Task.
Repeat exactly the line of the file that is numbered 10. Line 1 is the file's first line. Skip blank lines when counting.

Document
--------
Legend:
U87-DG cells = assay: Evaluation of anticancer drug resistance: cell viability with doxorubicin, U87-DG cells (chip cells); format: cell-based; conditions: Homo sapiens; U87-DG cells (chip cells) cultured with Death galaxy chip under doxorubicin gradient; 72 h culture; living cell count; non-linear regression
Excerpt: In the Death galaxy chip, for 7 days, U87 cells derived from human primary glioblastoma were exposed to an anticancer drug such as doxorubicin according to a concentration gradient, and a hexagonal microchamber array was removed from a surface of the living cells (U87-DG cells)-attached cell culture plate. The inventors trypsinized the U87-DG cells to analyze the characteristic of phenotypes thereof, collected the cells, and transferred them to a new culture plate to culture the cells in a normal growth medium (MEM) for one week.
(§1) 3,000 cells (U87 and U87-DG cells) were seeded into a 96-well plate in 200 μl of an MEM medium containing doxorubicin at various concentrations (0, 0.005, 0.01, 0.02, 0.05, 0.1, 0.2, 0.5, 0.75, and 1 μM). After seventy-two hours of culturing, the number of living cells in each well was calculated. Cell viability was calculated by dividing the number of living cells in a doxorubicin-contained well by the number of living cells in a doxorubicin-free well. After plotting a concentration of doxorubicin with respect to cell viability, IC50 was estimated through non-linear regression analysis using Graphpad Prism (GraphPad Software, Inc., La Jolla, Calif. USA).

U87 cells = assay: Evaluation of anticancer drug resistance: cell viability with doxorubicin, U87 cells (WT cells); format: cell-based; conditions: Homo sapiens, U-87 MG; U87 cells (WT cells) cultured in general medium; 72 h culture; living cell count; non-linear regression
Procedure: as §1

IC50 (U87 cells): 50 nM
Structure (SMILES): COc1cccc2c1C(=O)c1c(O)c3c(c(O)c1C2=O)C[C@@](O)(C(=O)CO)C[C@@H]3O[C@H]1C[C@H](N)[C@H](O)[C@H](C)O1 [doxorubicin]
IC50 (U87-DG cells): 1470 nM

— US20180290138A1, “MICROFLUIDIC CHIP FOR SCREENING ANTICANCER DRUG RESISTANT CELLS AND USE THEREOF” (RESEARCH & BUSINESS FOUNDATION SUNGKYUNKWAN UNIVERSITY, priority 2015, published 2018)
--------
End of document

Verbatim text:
— US20180290138A1, “MICROFLUIDIC CHIP FOR SCREENING ANTICANCER DRUG RESISTANT CELLS AND USE THEREOF” (RESEARCH & BUSINESS FOUNDATION SUNGKYUNKWAN UNIVERSITY, priority 2015, published 2018)